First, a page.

Some events stick in your memory like a 2×4 impaled through telephone pole in a tornado. Every now and then something happens, and it all comes rushing back on you.
The other day I was on I-85 headed over to Auburn to deliver a few trees to a customer. The traffic came to a dead stop in the middle of rural Lee County. That can only mean one thing. A wreck up ahead.
After what seemed like a mile of slow creeping, I could see flashing lights up ahead. A semi rig was off the road on the right side. The tail of the trailer was barely visible inside the edge of tree line. The truck was facing down a steep bank. The cab was buried in the trees tipping off the edge of a creek bank at the bottom. Cables, winches, massive tow trucks and a trackhoe were at work.
I didn’t hear or see any ambulances. I hoped the driver was okay. At the very least, he was having a bad day.
Flash back to the early 1980s. Beth and I lived in Cartersville, GA back then. We had made a trip down to Selma to visit with her family. She went a few days ahead of me and when I got off work for the weekend, I drove down to join the party.
It was highly unusual for us to travel separately. I was the protective manly twenty something kid. She was the damsel who allowed me to do all the driving. But not on this trip.
When it came time to head home, the weather turned awful. Thunderstorms and heavy rain had moved in all across the southeast. It was going to be a miserable drive back to Georgia. Some of the route was state highway. Some of it interstate. But the last leg involved a small winding tar and gravel county road. The worst kind for bad weather.
We made a pit stop when we got off I-20. It was dark. A cold miserable rain. Coffee and a snack and a little conversation was necessary before we got back on the road.
“I think we’ll head up Hwy 113. Then about halfway, there’s a county road that cuts through over to Hwy 61 and straight into Cartersville. We’ll be home soon. You doing okay?”
“Just sleepy, but I’ll be okay.”
I had been following her for the last three and a half hours. But the next stretch of road was not familiar to her.
“I think I need to follow you. I have no idea where we’re going” she said.
I don’t know, it’s just harder to keep an eye on things from in front. When I’m behind her, I feel like I’m in a better place to see what’s going on. If she breaks down or has a problem, there’s’ no chance I’ll miss it. But I reluctantly agreed to take the lead.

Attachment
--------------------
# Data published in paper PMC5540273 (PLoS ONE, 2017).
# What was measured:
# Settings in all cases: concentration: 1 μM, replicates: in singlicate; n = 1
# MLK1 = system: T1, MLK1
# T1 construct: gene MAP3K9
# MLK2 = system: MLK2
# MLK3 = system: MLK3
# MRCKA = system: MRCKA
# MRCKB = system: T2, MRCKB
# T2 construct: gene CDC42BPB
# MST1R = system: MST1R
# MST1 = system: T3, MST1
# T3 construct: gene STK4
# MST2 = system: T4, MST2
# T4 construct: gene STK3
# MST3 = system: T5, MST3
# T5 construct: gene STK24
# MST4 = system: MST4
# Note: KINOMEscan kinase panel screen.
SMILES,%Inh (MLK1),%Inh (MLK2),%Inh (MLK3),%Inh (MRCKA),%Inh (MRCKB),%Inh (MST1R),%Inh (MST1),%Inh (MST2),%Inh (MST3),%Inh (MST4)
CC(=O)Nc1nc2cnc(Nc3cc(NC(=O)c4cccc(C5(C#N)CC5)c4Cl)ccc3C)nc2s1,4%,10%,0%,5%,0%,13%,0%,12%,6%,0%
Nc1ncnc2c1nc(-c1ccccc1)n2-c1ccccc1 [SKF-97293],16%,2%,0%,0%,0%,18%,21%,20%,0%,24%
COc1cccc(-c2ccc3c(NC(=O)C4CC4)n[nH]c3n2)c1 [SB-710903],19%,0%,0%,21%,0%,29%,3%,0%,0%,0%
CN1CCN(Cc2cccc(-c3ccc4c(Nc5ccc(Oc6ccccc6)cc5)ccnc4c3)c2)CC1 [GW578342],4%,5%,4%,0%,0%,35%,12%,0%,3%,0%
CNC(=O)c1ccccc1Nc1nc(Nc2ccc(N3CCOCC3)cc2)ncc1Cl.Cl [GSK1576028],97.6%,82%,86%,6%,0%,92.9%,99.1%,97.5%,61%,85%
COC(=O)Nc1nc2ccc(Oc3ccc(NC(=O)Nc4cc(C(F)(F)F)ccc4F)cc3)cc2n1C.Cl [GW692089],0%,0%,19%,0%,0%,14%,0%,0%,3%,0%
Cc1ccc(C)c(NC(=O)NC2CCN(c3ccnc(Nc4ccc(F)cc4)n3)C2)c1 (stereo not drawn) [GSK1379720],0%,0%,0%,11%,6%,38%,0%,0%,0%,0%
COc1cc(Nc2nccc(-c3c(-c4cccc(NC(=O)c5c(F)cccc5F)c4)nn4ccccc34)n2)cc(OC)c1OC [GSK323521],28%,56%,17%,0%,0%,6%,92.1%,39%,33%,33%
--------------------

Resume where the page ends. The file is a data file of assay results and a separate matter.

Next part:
It was slow going, the rain was blinding. I had an 8-track in the deck. I kept a constant eye on the rearview mirror. If I had then what I have now, I would have been on my cell phone with her making sure she was okay. Seeing her headlights come over the hill or around the curve was the only contact I had.
Once we got to the “short cut” it seemed like the weather got worse. The wind was rocking my Chevelle. A sharp curve almost caught me off guard and I slowed down. Gave me the shivers. Then I saw her headlights sweep out across the dark to my left. I looked in my mirror and saw taillights where there should have been headlights, then headlights again circling, and then blackness. She just disappeared.
I don’t know if this is accurate or not, but in my mind I pulled a Steve McQueen spin-around. Off on the shoulder and gunned it to get back to where I last saw her lights. When I came up on the curve, I could see her lights pointing up to the sky, her car down a steep bank tail first.
I jumped out, slid down the bank and opened her door. Her hands were over her face. She was shaking but otherwise fine. Not even a bruise. The car was going nowhere.
Down the road about a quarter mile we could see the lights of a house. We got back in my car soaking wet and pulled up in the drive. The porch light was on, so it seemed inviting. The lady opened the door to two dripping wet kids. Beth needed a restroom and I asked to use the phone. We thanked her for her kindness and went back to the road to wait on the tow truck. She insisted we take a cup of soup with us.
Other than having grass and dirt jammed up through the underside of the car, it was fine. The tow truck guy says, “You should be good to drive it home. Y’all be careful.”
It took most of the next hour to shake off the shakes.
I told her, “You go ahead of me this time. When you get to the next stop sign about 10 miles down the road, take a left. That’ll take us right into town and you’ll know where you’re at. You okay to do that?”
She sighs. “Yeah. I can do that.”
I kid her, which is what I’ve always done when she’s nervous. “You take it easy in the curves.” She punches me in the shoulder, and I know she’s gonna be okay.
In preparation for Thanksgiving, I’ve decided to be thankful for little things. And not just for the Holiday. One day is simply not enough. One prayer around a table filled with family and turkey and dressing just seems inadequate. One holiday lived out in a spirit of gratitude cannot cover all the best that life has brought me.
It’s just too easy and almost shameful to take all the good things for granted. A dark night on a lonely county road in the rain could have turned out a whole lot worse. But it didn’t. And for that I’ll count my blessings. For that and a thousand others like it, I can get over all the gloom that tries to drown out the good in this life.
I’m not any kind of psychologist. I can’t even begin to understand all the disappointments that you might be facing. But I know this. Being grateful for life goes a long way toward making life matter. You sleep better. Food taste better. Joy finds you more easily. Even the most seemingly insignificant God-given moment can change the way you live.
Thanksgiving doesn’t need a special day. If we let it, it will find us every day.